I had a great (but cold) day in Seoul yesterday!
First I went to Gunther von Hagens’ Body Worlds & The Cycle of Life: The Original Exhibition at the War Memorial of Korea. It is an anatomy exhibit of all real human bodies and body parts. The website states: “All anatomical specimens on display in the BODY WORLDS exhibitions are authentic. They belonged to people who declared during their lifetime that their bodies should be made available after their deaths for the qualification of physicians and the instruction of laypersons.” The bodies are preserved using a process called plastination. It’s freaky! I must admit that after awhile I started to feel nauseous. Most of the bodies weren’t behind glass so you could get up close and personal. I probably shouldn’t have closely examined their fingernails and toenails. And there was one guy who still had all his skin, hair, everything and his head was chopped in half to show the parts of the brain. That was the only body that looked really real; the rest were just the insides so it wasn’t that bad. Oh yeah, and there was an “adults only” room with the dead bodies doin’ it. Interesting. And sorry, no photos were allowed! 😦 The exhibit runs until March 8th and costs ₩15,000.
I also explored the War Memorial for awhile. Outside they have planes, helicopters, tanks, boats, and other military vehicles on display that you can explore and take pictures with. Inside were lots of exhibits but I didn’t wander around too much as Korean and military history don’t personally interest me. But if that’s your thing you should check it out, especially since it’s free! Oddly there is a giant children’s play area on the bottom floor so it was really loud. It definitely didn’t go with the somber tone of war memorial exhibits. Directions: Samgakji station, lines 4 and 6, exit 12.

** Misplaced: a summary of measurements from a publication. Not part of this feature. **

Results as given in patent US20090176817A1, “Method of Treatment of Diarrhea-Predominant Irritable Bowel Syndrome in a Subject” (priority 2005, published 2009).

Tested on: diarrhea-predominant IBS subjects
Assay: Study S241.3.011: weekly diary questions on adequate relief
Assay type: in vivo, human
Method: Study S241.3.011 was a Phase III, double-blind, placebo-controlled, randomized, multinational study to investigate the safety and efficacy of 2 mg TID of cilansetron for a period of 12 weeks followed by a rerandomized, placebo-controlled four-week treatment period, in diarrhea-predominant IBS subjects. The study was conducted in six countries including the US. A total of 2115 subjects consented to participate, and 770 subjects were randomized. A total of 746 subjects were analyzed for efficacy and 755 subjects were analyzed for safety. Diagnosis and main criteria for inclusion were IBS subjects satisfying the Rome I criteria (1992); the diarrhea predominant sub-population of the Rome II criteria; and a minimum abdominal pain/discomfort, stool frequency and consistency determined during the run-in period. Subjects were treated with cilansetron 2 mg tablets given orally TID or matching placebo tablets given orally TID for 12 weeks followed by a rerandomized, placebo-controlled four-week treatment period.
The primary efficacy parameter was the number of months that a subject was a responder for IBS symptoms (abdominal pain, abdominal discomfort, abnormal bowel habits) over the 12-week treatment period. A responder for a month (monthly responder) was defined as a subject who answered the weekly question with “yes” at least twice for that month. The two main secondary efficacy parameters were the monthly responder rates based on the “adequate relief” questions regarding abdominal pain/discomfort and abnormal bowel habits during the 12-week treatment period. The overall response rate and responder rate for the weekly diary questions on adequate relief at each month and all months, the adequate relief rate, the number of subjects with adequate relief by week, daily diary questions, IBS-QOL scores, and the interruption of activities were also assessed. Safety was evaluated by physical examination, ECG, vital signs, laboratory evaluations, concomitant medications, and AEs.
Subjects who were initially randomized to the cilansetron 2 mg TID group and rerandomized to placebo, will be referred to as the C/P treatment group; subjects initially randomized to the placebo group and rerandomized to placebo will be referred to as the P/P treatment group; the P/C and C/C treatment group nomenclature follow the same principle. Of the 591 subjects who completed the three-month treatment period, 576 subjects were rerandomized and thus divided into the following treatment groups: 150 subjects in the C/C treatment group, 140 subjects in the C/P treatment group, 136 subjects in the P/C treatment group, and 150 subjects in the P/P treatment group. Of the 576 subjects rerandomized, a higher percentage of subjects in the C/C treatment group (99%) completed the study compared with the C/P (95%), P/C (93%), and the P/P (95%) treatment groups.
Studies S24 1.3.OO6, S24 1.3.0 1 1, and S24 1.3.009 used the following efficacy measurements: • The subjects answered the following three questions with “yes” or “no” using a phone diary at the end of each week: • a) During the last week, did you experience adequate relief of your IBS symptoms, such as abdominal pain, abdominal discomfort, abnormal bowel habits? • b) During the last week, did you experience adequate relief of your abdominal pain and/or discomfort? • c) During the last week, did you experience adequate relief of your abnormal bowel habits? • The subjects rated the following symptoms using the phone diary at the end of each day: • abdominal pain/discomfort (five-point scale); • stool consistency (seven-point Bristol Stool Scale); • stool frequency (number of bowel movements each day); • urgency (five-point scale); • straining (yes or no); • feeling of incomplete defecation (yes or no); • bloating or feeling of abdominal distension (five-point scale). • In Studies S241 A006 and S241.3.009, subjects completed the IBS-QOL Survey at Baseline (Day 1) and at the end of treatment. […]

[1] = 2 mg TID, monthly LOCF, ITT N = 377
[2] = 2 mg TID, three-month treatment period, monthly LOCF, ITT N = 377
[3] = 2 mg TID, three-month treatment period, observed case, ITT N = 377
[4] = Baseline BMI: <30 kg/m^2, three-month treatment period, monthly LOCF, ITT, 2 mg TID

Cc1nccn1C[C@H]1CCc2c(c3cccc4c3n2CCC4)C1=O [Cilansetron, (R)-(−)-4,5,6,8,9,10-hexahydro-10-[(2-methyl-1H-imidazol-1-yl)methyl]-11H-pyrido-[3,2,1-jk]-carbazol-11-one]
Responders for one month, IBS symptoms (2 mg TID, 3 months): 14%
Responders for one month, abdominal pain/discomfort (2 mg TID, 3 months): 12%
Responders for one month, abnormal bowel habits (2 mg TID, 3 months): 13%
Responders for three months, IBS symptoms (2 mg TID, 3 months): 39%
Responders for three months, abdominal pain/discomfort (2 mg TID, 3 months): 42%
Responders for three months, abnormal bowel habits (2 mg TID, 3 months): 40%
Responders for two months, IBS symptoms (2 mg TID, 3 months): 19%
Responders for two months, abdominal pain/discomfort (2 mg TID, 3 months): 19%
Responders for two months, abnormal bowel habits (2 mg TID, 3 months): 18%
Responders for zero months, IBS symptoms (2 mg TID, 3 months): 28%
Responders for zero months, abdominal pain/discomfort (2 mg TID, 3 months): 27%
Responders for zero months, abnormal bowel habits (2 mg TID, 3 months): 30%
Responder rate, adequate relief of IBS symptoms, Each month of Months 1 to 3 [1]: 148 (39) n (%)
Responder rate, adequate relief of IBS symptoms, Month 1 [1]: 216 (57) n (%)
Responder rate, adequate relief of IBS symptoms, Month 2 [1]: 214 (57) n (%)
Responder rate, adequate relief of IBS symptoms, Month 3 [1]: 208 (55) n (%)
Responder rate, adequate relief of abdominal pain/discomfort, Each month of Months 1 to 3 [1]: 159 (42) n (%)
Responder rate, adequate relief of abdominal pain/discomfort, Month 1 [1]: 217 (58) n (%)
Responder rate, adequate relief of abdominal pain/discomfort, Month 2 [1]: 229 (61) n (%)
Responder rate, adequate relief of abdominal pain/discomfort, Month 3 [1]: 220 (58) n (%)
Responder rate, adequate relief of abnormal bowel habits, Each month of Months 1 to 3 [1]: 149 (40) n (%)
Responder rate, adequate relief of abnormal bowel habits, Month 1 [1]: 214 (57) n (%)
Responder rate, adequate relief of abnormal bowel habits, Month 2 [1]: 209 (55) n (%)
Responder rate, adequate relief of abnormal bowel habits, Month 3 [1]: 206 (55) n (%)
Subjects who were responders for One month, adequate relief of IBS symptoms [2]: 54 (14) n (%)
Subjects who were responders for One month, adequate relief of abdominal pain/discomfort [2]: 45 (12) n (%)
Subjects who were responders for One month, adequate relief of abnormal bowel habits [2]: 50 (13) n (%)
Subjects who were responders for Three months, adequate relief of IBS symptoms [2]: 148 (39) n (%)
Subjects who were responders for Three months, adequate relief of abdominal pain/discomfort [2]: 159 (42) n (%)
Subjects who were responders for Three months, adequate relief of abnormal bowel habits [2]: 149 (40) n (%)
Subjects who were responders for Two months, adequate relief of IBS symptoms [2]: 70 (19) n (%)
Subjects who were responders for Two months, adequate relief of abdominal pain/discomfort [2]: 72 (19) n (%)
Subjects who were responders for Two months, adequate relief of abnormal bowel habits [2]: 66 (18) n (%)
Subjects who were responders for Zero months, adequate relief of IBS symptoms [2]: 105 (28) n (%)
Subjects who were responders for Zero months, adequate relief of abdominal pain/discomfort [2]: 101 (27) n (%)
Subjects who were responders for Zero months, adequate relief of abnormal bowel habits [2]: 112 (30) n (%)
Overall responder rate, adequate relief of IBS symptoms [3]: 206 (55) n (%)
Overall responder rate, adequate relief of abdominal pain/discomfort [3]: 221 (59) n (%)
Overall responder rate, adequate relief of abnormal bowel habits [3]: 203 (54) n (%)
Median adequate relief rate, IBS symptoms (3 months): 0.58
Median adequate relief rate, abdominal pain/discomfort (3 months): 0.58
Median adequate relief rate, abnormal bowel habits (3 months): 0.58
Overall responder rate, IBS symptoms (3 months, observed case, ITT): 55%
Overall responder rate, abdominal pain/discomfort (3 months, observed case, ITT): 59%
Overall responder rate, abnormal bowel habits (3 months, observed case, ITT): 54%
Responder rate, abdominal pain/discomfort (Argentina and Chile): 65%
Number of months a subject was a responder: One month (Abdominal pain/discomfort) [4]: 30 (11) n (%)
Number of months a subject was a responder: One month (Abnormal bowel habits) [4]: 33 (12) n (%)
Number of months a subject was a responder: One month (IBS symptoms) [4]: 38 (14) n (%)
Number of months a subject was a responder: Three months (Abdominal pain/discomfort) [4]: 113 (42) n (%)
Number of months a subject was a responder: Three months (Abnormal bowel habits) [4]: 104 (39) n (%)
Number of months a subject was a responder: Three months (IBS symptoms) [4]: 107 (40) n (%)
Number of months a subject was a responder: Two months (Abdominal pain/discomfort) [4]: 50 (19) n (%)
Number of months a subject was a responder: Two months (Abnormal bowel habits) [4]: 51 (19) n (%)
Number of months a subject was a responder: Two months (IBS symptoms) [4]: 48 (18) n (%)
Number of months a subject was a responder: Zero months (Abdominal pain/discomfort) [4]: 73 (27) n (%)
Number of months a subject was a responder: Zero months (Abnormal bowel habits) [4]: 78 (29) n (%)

Next I met up with Mariah and Caroline for an early dinner at Petra. I have heard so many great things about this restaurant but sadly I was disappointed. We shared the Miza appetizer (₩10,000 plus ₩1,000 for each piece of bread) which was three dips: hummus, baba ghanoush, and a “cheese” dip. You could barely tell the different between the hummus and the baba ghanoush; neither had any flavor. The cheese dip (sorry, I forget the name) just tasted like sour cream. I had the Sultan Chicken (₩14,000) for my entree. The rice was good and the chicken and chick peas were OK but I didn’t like the sauce the chicken was in. They did serve a really good dill yogurt on the side though. Apologies for the photos of half-eaten food… Directions: Noksapyeong station, line 6, exit 3. You will see Petra on the hill; take the pedestrian overpass. (FYI: I’m not doing a full restaurant review as there are tons online already.)
After wandering through Itaewon for awhile to go to What the Book and the foreign food mart (goat cheese! limes!), we took a taxi to Cheonggye Plaza for the Seoul Lantern Festival. The line we waited in to get to Cheonggye Stream was ridiculous but we finally made it down and got to check out lots of awesome and elaborate lanterns. The best were the peacocks breathing fire. Unfortunately it was the last day of the festival so if you missed it you’ll have to check it out next year!
Just for fun: A pic of Bella examining the Christmas tree. 🙂
Weird Korea Part 29: Last night Caroline informed me of the “Burberry man” phenomenon. Apparently in Korea it is quite common for female teenagers to have been flashed by a man in a trenchcoat. I Googled it when I got home and turns out it’s accurate! Ew. By the way, this is what we saw that started that conversation: